Talk about being “authentic” is really hip right now. But, it’s amazing how many people I see change who they are when they are on the podium. Be vulnerable. Demonstrate that you are a life-long learner. Let your students in. If you make a mistake, admit it. Everyone knows you made a mistake anyway so if you don’t take responsibility, you not only look silly but you model a behavior that is really undesirable. Sincerity and humility build a culture of trust and responsibility. Early on in my career I observed a choral rehearsal where the singers quickly put up their hands when they made an error. It’s a simple thing but gosh, not only does it save time (you don’t need to stop) but it helps create this culture of accountability and trust.

Guide-at-the-Side versus Sage-on-the-Stage

Have a second score and have a student sit beside you while you run a large section or a piece. Have them talk to the ensemble about what they are hearing. Choose these musicians VERY carefully.

Invest in Student Leadership

This is for middle and high school folks mostly. All that incredible student leadership that you build in to marching band—section leaders, rank leaders, drum majors, etc.—bring inside. For some reason, all of that peer-to-peer coaching goes away with a lot of programs in the spring semester. Why?

Open up the Programming Decisions

What if the students helped you choose some of the repertoire?

In the previous article I said something like, “We tell them what to do, how to do it, and when to do it,” and then brag that our students are more engaged in our band class than in their math class. What if the students helped you choose some of the repertoire? You can start with a theme then give them a choice of three pieces that “fit” the theme, have them listen to all three (hey, now they’re listening to more repertoire!), and afterwards choose (by vote…democracy! Cross-curricular learning!) the one they want. The “buy-in” on that piece goes through the roof.

Record Rehearsals

Sure, you already do this. But do you send the recording to the students? I can assure you they think they sound better than they do, and it is ear-opening for them to hear it. Try telling them that their homework is to NOT practice and instead their homework is to listen critically to the rehearsal. Have each section deal with one aspect. For example, percussion comment on intonation (which they tend not to think about); trumpets make suggestions on balance; flutes make suggestions about blend, etc.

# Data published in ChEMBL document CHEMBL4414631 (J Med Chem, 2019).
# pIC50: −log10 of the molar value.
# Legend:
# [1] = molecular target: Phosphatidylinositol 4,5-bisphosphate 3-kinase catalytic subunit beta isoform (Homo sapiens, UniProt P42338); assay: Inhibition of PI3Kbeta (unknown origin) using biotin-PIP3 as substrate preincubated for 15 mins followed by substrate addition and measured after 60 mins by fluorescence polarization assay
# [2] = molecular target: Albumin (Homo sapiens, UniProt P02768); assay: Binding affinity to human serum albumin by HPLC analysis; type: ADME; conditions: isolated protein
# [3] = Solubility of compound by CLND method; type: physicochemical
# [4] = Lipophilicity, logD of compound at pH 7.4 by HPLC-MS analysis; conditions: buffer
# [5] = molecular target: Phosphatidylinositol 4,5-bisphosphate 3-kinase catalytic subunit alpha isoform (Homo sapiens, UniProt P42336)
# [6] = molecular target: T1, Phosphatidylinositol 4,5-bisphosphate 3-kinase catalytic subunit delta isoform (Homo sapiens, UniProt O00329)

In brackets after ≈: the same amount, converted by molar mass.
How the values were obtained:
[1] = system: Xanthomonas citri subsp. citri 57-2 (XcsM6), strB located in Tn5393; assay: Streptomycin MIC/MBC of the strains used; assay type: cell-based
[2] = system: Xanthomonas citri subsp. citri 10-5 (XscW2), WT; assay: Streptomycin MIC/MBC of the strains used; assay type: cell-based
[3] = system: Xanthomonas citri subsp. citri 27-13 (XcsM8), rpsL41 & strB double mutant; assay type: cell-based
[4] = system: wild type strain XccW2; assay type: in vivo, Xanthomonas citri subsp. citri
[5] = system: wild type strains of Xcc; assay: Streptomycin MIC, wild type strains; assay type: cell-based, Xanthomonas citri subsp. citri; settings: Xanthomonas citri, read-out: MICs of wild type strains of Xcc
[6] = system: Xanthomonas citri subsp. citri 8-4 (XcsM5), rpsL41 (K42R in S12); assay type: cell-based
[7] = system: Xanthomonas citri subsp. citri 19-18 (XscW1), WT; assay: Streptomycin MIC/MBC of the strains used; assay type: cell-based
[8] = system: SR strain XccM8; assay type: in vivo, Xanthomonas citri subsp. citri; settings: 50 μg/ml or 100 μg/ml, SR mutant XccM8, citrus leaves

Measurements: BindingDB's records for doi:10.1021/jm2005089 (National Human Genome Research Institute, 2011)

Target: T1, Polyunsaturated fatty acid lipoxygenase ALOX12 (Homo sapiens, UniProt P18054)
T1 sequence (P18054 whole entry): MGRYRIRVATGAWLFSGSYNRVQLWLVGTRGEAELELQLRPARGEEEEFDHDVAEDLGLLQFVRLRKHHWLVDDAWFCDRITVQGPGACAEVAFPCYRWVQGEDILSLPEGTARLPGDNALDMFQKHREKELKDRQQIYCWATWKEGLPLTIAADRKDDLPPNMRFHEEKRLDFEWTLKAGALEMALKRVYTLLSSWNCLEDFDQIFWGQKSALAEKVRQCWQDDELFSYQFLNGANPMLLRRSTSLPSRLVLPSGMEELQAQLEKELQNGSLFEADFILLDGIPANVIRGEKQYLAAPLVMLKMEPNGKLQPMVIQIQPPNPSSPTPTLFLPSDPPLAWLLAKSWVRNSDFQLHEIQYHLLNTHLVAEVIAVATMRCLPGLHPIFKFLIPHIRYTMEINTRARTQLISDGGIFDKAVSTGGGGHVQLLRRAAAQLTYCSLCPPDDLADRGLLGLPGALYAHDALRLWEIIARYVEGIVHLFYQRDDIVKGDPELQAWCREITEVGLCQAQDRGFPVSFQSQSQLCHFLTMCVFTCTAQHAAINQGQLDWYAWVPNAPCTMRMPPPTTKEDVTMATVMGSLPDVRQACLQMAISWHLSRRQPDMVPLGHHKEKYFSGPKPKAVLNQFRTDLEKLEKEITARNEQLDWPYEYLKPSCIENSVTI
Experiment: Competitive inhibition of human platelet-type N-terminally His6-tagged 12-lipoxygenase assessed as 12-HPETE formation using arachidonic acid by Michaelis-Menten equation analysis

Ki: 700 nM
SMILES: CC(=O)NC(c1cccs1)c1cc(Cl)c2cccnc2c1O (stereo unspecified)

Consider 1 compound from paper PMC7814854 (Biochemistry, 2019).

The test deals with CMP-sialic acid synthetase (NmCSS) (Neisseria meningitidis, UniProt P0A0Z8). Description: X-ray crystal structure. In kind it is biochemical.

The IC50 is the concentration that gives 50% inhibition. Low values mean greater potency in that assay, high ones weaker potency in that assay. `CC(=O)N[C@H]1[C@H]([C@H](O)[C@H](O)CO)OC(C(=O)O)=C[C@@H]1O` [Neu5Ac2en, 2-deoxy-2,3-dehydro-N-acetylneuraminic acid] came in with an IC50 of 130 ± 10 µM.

Project the Score

It’s absolutely silly to me that in 2018 we are still handing out individual parts. On paper. (Some students are using iPads) Why, for goodness sake, is there only one expert in the room with all of the information? And why do we keep it a secret? For several years, I’ve been projecting the score from my iPad. We have a large screen in the rehearsal room at the Hodgson School of Music which I stand in front of and the score is projected behind me for the musicians to see at all times. I have used the app forScore, which is great and pretty intuitive, but we are now also using Newzik. Projecting the score and referring to it in rehearsals is not only more efficient, it’s more engaging.

How you create a culture of trust and collaboration matters.

The greatest gifts we can give our students are life-long. Years from now, they may not remember a chromatic fingering, a composer’s name, or a musical term. But they will remember how it FELT to be in rehearsal, that their opinions mattered, how they learned to take ownership and responsibility for their own learning, that you cared, how to work with others in a community, that hard work paid off, how to lead, how to follow, and so much more. Quality repertoire matters (that’s a whole other article), it matters a lot. But how you create a culture of trust and collaboration matters, too. And frankly, it’s how we will stay relevant.

“Of a good leader, who talks little, they will say, ‘We did it ourselves.’” (Lao Tzu)

The Collaborative Studio: The Past, Present, and Future of Classical Music Production

The previous post in this series took a look into my production process for non-classical projects such as rock bands and singer-songwriters. Although my process changes significantly when I produce contemporary classical sessions, there are a few core philosophical similarities in how I approach a classical project. For this post, I want to walk through what changes, what is similar, and in what ways contemporary classical production can evolve.

The starkest difference between the two worlds of producing independent artists versus contemporary classical is the inclusion of a composer and a written score. When working with independent artists, you are usually working directly with the songwriter, and there is flexibility for changes. This flexibility doesn’t generally exist for classical music, so the focus then shifts almost entirely to the performance.

In classical recordings, there is an emphasis placed on producing a flawless performance with technical facility becoming the focal point of the recording. However, the inability to alter the content of a piece does not mean that production must solely focus on playing the right notes at the right time. During a recent project I was producing, the performer and I had an in-depth discussion about one piece that didn’t quite feel as satisfying as it could have. The performer was executing it flawlessly as written, but it took a deeper dive into the music to understand the best way to portray the work emotionally. Certain rhythms were flexible enough to be interpreted differently, and phrasing was altered to imbue a sense of drama that was previously lacking.